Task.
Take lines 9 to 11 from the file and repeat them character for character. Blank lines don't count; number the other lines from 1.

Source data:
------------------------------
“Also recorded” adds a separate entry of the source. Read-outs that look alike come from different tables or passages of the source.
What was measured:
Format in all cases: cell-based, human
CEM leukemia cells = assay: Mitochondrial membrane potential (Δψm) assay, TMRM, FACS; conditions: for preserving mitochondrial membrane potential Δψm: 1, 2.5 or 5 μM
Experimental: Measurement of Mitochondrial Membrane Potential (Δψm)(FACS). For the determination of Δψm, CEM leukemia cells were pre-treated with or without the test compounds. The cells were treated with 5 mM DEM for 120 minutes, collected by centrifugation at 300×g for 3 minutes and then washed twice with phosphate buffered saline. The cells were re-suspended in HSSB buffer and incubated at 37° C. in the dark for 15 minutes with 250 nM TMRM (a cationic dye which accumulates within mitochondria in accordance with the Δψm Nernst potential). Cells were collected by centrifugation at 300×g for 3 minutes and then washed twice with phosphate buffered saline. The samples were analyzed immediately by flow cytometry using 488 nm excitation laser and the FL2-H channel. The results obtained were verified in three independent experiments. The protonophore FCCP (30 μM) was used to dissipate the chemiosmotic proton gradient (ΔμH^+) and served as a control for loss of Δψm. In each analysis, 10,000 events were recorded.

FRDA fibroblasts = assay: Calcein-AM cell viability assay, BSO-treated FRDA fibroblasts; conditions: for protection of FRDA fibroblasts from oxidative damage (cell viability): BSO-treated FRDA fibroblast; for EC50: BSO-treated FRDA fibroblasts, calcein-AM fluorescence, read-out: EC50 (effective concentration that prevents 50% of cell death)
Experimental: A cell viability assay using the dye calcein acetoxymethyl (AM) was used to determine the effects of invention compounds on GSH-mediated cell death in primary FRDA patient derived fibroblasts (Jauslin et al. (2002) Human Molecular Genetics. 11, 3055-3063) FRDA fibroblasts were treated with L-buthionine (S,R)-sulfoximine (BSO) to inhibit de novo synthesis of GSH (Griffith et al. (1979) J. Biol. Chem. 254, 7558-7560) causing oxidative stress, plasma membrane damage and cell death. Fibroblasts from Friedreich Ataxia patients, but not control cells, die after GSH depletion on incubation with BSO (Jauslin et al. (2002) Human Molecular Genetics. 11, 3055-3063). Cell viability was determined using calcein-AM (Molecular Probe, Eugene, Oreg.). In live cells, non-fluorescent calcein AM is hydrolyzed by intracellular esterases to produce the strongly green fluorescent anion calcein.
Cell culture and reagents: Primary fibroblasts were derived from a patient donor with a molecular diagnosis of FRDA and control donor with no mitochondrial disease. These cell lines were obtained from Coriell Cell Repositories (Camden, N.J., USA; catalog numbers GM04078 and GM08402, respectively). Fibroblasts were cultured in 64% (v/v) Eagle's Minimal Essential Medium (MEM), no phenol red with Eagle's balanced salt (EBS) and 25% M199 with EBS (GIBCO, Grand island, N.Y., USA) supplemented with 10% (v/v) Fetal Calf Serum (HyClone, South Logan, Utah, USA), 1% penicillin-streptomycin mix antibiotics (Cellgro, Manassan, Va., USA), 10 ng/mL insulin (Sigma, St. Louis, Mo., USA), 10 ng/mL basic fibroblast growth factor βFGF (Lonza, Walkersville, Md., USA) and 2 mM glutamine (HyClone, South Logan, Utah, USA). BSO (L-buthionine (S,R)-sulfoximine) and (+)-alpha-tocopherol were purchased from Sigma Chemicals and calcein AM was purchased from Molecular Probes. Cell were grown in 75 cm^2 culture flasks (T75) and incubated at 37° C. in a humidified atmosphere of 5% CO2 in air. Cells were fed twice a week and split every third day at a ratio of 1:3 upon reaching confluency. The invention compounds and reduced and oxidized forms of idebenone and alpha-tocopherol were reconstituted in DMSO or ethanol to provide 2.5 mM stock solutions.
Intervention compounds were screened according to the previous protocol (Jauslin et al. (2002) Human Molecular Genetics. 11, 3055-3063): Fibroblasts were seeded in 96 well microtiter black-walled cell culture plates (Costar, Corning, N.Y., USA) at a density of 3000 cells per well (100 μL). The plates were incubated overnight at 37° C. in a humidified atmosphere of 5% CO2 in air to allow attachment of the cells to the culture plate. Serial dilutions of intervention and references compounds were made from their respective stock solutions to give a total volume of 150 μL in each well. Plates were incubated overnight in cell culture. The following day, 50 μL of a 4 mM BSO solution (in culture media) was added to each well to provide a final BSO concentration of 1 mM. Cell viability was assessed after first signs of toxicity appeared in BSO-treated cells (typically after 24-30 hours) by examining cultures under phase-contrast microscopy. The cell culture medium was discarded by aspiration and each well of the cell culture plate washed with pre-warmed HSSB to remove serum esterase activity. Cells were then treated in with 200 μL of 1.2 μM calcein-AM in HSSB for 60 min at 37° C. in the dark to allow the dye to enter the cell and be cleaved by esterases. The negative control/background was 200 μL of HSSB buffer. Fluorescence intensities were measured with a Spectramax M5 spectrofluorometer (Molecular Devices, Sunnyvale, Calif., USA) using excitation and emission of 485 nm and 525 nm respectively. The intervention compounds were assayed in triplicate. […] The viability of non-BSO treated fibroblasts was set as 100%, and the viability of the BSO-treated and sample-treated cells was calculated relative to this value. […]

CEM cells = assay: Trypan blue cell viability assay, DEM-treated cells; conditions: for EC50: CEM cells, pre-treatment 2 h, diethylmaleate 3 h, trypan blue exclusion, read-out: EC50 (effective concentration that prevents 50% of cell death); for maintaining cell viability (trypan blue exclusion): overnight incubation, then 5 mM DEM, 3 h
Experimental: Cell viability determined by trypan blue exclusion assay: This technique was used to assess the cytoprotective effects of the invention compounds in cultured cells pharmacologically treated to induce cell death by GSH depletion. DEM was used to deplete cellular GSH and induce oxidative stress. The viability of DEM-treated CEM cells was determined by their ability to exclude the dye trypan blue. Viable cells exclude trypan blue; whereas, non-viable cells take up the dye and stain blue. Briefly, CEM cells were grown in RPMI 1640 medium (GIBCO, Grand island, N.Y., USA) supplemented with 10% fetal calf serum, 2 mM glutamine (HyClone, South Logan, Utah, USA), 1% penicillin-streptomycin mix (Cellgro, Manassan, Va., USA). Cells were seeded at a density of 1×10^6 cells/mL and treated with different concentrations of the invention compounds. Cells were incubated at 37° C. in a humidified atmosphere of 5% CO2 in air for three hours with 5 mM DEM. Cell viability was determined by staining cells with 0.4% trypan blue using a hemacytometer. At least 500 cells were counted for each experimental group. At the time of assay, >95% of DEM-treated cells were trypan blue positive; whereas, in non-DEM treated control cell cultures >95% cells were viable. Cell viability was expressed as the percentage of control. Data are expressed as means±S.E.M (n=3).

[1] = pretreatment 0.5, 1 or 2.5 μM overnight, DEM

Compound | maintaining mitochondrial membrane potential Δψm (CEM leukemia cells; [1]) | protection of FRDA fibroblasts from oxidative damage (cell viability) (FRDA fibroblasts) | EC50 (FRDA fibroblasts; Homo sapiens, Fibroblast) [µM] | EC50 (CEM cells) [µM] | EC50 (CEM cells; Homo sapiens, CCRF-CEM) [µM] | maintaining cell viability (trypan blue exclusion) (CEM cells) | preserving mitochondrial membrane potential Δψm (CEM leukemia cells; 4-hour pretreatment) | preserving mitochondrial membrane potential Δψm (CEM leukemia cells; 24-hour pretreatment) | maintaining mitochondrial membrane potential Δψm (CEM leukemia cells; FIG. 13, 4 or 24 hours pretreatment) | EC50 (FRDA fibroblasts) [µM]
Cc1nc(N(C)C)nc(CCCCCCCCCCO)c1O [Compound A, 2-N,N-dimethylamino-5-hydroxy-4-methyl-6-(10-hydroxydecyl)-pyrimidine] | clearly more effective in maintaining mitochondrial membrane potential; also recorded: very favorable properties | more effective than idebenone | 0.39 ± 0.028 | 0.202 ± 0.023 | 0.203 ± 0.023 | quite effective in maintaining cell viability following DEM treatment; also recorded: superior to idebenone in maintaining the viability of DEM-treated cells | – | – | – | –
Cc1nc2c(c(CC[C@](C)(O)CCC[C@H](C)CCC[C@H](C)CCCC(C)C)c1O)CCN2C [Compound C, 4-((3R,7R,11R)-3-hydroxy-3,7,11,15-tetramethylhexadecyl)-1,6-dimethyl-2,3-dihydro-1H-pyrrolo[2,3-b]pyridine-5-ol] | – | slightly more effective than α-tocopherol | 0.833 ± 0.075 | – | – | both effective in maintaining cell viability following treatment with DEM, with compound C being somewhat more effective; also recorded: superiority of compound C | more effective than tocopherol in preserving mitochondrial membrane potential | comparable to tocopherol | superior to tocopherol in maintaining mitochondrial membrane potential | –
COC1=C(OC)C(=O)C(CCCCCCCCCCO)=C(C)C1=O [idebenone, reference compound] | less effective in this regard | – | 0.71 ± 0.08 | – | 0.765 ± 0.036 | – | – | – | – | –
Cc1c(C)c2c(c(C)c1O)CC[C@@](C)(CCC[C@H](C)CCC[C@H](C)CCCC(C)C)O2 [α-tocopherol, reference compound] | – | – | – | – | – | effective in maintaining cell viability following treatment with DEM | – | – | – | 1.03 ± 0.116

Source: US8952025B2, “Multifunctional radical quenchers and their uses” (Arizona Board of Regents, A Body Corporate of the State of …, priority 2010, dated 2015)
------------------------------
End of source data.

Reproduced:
Intervention compounds were screened according to the previous protocol (Jauslin et al. (2002) Human Molecular Genetics. 11, 3055-3063): Fibroblasts were seeded in 96 well microtiter black-walled cell culture plates (Costar, Corning, N.Y., USA) at a density of 3000 cells per well (100 μL). The plates were incubated overnight at 37° C. in a humidified atmosphere of 5% CO2 in air to allow attachment of the cells to the culture plate. Serial dilutions of intervention and references compounds were made from their respective stock solutions to give a total volume of 150 μL in each well. Plates were incubated overnight in cell culture. The following day, 50 μL of a 4 mM BSO solution (in culture media) was added to each well to provide a final BSO concentration of 1 mM. Cell viability was assessed after first signs of toxicity appeared in BSO-treated cells (typically after 24-30 hours) by examining cultures under phase-contrast microscopy. The cell culture medium was discarded by aspiration and each well of the cell culture plate washed with pre-warmed HSSB to remove serum esterase activity. Cells were then treated in with 200 μL of 1.2 μM calcein-AM in HSSB for 60 min at 37° C. in the dark to allow the dye to enter the cell and be cleaved by esterases. The negative control/background was 200 μL of HSSB buffer. Fluorescence intensities were measured with a Spectramax M5 spectrofluorometer (Molecular Devices, Sunnyvale, Calif., USA) using excitation and emission of 485 nm and 525 nm respectively. The intervention compounds were assayed in triplicate. […] The viability of non-BSO treated fibroblasts was set as 100%, and the viability of the BSO-treated and sample-treated cells was calculated relative to this value. […]

CEM cells = assay: Trypan blue cell viability assay, DEM-treated cells; conditions: for EC50: CEM cells, pre-treatment 2 h, diethylmaleate 3 h, trypan blue exclusion, read-out: EC50 (effective concentration that prevents 50% of cell death); for maintaining cell viability (trypan blue exclusion): overnight incubation, then 5 mM DEM, 3 h
Experimental: Cell viability determined by trypan blue exclusion assay: This technique was used to assess the cytoprotective effects of the invention compounds in cultured cells pharmacologically treated to induce cell death by GSH depletion. DEM was used to deplete cellular GSH and induce oxidative stress. The viability of DEM-treated CEM cells was determined by their ability to exclude the dye trypan blue. Viable cells exclude trypan blue; whereas, non-viable cells take up the dye and stain blue. Briefly, CEM cells were grown in RPMI 1640 medium (GIBCO, Grand island, N.Y., USA) supplemented with 10% fetal calf serum, 2 mM glutamine (HyClone, South Logan, Utah, USA), 1% penicillin-streptomycin mix (Cellgro, Manassan, Va., USA). Cells were seeded at a density of 1×10^6 cells/mL and treated with different concentrations of the invention compounds. Cells were incubated at 37° C. in a humidified atmosphere of 5% CO2 in air for three hours with 5 mM DEM. Cell viability was determined by staining cells with 0.4% trypan blue using a hemacytometer. At least 500 cells were counted for each experimental group. At the time of assay, >95% of DEM-treated cells were trypan blue positive; whereas, in non-DEM treated control cell cultures >95% cells were viable. Cell viability was expressed as the percentage of control. Data are expressed as means±S.E.M (n=3).